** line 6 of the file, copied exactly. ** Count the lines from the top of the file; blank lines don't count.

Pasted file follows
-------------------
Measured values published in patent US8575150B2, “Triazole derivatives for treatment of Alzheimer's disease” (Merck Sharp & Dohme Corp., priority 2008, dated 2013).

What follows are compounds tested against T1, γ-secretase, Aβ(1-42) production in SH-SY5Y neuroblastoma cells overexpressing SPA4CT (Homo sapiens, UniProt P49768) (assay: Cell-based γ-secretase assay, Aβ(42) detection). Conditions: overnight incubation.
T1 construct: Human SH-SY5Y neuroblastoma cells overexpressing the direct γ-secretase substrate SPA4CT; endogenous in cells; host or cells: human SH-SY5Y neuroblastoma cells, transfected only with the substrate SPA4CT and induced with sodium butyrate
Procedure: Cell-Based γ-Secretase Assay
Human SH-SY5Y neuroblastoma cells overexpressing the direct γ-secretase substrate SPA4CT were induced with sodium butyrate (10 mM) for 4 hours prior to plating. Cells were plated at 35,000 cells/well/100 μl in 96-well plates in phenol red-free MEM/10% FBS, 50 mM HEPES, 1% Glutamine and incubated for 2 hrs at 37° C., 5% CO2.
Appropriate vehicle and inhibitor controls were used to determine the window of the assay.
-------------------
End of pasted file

Appropriate vehicle and inhibitor controls were used to determine the window of the assay.